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International Mother Language Day and the Need to Preserve Linguistic Diversity

Since February 21, 2000, the International Mother Language Day has been observed as an annual event to honor and celebrate linguistic diversity around the world,
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In 1999, the United Nations Scientific and Cultural Organisation (UNESCO) declared 21 February to be the International Mother Language Day. The day was chosen to commemorate and pay tribute to a group of students who lost their lives during a protest in Bangladesh on February 21, 1952. The protest was part of the Bengali Language Movement (Bengali: ভাষা আন্দোলন, Bhasha Andolôn) – a political movement in the then East Pakistan (known as East Bengal prior to the partition and independence of the British India in 1947). Abul Barkat, Abdul Jabbar, Rafiquddin Ahmad, Abdus Salam and Shafiur Rahman along with many other people, were campaigning and advocating for the recognition and official use of their mother language, Bangla (or Bengali).

Since February 21, 2000, the International Mother Language Day has been observed as an annual event to honor and celebrate linguistic diversity around the world, and also to discuss and plan measures that can help preserve linguistic diversity in the face of pressure from more dominant languages.

But why do we need to preserve linguistic diversity? This is a question that I have been asked multiple times during my career as a linguist whose primary focus is the documentation and preservation of endangered and low resource languages.  There are more than one compelling reasons why we need to preserve linguistic diversity and promote native and indigenous languages.

According to a special report by the National Science Foundation of the United States, at least 3,000 of the world’s estimated 6,000 -7,000 languages, i.e. about 50%, are in danger of becoming extinct. According to Krauss (1992) about 80% of the world’s languages are estimated to be lost within a century. About 96% of the world’s languages are spoken by only four per cent of the world’s population (Crystal 2000).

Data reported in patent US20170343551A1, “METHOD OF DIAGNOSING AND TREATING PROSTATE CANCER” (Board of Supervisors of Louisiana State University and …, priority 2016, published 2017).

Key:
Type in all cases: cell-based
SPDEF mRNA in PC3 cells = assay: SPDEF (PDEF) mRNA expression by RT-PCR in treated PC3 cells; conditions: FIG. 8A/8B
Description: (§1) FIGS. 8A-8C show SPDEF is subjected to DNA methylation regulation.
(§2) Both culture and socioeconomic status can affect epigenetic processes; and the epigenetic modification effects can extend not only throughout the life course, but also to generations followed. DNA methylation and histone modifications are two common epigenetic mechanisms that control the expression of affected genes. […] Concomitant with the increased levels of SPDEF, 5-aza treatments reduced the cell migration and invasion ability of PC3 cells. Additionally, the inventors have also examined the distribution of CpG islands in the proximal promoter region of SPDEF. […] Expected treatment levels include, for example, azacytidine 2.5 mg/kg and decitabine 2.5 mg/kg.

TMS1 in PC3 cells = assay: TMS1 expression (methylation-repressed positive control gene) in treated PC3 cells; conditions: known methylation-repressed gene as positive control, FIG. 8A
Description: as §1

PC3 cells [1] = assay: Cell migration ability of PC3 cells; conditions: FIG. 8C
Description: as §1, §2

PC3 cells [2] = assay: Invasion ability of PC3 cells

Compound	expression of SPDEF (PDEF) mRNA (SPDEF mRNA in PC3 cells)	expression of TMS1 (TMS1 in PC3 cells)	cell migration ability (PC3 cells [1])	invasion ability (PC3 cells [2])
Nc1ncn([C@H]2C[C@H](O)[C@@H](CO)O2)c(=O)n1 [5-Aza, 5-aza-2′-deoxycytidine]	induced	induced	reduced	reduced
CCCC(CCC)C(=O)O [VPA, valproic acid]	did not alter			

In 2005, the World Bank estimated that half of the out-of-school children globally do not have access to the language of school in their home lives, emphasizing the significance of language barriers in education. An article published in 2008 talks about a “basic weakness” plaguing the education system in the Philippines where many students “do not understand what their teacher is saying and therefore they cannot follow the lesson.” This is because the language of instruction in school is one that they cannot not speak or understand.

bhasha shahid bangladesh
The martyrs who laid down their lives for mother language

In 2013, following up on its 1981 policy of promoting indigenous languages of the country, the National Policy on Education (NPE) in Nigeria, affirmed the federal Government’s recognition of “the importance of language as means of promoting social interaction, national cohesion and preservation of…. culture.” The Federal Government of Nigeria made special provisions for language teaching in the country’s educational system.

In 2017, the First Nations launched the Native Language Immersion Initiative to stem the loss of Indigenous languages and culture. The initiative was aimed at supporting the new generations of Native American language speakers and helping Native communities establish infrastructure and models for Native language immersion programs which could be replicated.